Immigration Minister Peter Dutton is being asked to explain why his department has denied a visa to the family of a dying Pakistani man studying in Melbourne who wants to see his family one last time.
Hassan Asif, 25, has been told he has weeks to live, after being diagnosed with advanced skin cancer.
But Mr Asif's mother and brother's application to travel to Australia was blocked with the Immigration Department, warning of the possibility they may overstay their visa or refuse to fly back home.
Labor's immigration spokesman Richard Marles said Mr Asif's case appeared a "cruel and callous decision".
"This appears to be a disgraceful and heartless decision," Mr Marles said in a statement.
"Mr Dutton needs to immediately intervene and sort out this bureaucratic bungle.
"If there is a legitimate national security risk that should be made clear. Otherwise, common sense and compassion should prevail."
Mr Asif has told the Daily Mail that he is living his last days.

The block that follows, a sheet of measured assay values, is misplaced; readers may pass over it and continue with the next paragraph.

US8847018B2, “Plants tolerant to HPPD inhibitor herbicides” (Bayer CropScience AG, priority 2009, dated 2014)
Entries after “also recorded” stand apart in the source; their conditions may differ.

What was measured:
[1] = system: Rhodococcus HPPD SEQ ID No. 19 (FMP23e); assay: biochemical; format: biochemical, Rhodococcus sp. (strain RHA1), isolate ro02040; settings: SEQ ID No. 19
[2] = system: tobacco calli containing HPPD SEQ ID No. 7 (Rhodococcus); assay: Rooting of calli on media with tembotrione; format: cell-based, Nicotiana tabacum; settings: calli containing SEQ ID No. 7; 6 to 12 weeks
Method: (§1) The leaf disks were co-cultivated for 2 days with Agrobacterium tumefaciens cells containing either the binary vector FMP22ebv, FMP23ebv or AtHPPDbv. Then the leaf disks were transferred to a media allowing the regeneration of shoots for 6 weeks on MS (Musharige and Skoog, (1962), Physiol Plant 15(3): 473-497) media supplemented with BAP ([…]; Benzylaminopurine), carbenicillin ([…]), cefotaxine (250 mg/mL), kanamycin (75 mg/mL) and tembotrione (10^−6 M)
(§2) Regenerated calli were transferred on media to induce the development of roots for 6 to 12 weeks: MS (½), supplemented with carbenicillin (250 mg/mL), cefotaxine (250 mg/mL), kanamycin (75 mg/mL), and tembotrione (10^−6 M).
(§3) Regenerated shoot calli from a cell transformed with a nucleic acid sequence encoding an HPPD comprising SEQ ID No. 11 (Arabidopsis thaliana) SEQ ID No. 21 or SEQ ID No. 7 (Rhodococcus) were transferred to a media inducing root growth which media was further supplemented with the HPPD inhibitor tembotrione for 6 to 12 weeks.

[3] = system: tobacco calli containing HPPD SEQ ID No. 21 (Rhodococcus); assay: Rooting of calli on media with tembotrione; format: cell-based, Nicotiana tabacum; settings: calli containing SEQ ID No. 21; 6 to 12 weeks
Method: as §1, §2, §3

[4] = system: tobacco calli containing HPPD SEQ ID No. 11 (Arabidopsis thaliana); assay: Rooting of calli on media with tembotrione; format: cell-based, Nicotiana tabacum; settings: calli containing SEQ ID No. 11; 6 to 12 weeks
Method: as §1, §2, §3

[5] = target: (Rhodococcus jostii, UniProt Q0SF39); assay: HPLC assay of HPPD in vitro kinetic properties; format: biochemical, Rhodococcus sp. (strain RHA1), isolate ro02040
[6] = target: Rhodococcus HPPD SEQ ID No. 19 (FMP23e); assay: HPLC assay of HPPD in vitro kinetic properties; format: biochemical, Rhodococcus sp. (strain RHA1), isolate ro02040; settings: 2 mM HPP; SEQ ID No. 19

"I'm dying and I just want my family to be here with me," he said.
Hassan's health deteriorating
Sherri Bruinhout, from Melbourne City Mission, which is providing accommodation and palliative care for Mr Asif, welcomed Mr Marles' intervention and said she hoped it would be met by a similar one from the Minister.
"We know that the Minister is a very compassionate person and we're very hopeful that when the family re-lodges their application he can intervene for a better result," Ms Bruinhout told Fairfax Media on Wednesday.
"Hassan and his family have been absolutely overwhelmed by the support and encouragement from the Australian population and around the world."
Overseas news outlets in the UK and also in Pakistan, where his family are also receiving public support, have covered Mr Asif's plight. His mother and brother are now reapplying for visa.
Ms Bruinhout said it was unusual for her organisation to seek the publicity, but on this occasion, it was the only option.
"We normally engage with governments gently and quietly as we find that can get some great outcomes but unfortunately in this case Hassan doesn't have that time, his health is deteriorating," she said.
Mr Asif wanted to fly home to be with his family after receiving his diagnosis but no commercial airliner would fly him home in his condition, meaning the only way he can be reunited with his mother and brother is if they are granted permission to fly to Australia.